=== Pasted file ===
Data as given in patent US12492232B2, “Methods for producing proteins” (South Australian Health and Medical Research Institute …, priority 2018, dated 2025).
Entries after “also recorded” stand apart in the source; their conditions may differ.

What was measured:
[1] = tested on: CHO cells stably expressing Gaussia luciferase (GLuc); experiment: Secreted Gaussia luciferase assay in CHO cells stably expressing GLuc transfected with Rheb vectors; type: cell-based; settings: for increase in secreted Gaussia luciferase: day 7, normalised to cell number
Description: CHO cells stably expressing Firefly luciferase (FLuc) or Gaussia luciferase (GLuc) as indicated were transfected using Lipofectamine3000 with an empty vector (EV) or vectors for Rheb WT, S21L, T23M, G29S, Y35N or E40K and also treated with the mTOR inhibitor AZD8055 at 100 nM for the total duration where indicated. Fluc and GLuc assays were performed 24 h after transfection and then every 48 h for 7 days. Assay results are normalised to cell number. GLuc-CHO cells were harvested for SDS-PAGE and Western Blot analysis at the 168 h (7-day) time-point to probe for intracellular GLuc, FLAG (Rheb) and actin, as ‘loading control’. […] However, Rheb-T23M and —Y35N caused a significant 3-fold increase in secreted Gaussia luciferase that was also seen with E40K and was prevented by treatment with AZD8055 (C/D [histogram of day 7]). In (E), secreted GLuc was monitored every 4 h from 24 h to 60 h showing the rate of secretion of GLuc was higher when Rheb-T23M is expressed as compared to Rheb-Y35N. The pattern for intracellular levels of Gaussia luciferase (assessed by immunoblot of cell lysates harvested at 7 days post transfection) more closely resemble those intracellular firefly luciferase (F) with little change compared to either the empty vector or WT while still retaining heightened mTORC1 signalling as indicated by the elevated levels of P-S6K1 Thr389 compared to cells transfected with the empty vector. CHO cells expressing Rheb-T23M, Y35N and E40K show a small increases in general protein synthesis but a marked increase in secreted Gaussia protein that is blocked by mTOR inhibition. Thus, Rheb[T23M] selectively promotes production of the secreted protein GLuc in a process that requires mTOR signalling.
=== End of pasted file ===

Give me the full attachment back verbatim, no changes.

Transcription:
Data as given in patent US12492232B2, “Methods for producing proteins” (South Australian Health and Medical Research Institute …, priority 2018, dated 2025).
Entries after “also recorded” stand apart in the source; their conditions may differ.

What was measured:
[1] = tested on: CHO cells stably expressing Gaussia luciferase (GLuc); experiment: Secreted Gaussia luciferase assay in CHO cells stably expressing GLuc transfected with Rheb vectors; type: cell-based; settings: for increase in secreted Gaussia luciferase: day 7, normalised to cell number
Description: CHO cells stably expressing Firefly luciferase (FLuc) or Gaussia luciferase (GLuc) as indicated were transfected using Lipofectamine3000 with an empty vector (EV) or vectors for Rheb WT, S21L, T23M, G29S, Y35N or E40K and also treated with the mTOR inhibitor AZD8055 at 100 nM for the total duration where indicated. Fluc and GLuc assays were performed 24 h after transfection and then every 48 h for 7 days. Assay results are normalised to cell number. GLuc-CHO cells were harvested for SDS-PAGE and Western Blot analysis at the 168 h (7-day) time-point to probe for intracellular GLuc, FLAG (Rheb) and actin, as ‘loading control’. […] However, Rheb-T23M and —Y35N caused a significant 3-fold increase in secreted Gaussia luciferase that was also seen with E40K and was prevented by treatment with AZD8055 (C/D [histogram of day 7]). In (E), secreted GLuc was monitored every 4 h from 24 h to 60 h showing the rate of secretion of GLuc was higher when Rheb-T23M is expressed as compared to Rheb-Y35N. The pattern for intracellular levels of Gaussia luciferase (assessed by immunoblot of cell lysates harvested at 7 days post transfection) more closely resemble those intracellular firefly luciferase (F) with little change compared to either the empty vector or WT while still retaining heightened mTORC1 signalling as indicated by the elevated levels of P-S6K1 Thr389 compared to cells transfected with the empty vector. CHO cells expressing Rheb-T23M, Y35N and E40K show a small increases in general protein synthesis but a marked increase in secreted Gaussia protein that is blocked by mTOR inhibition. Thus, Rheb[T23M] selectively promotes production of the secreted protein GLuc in a process that requires mTOR signalling.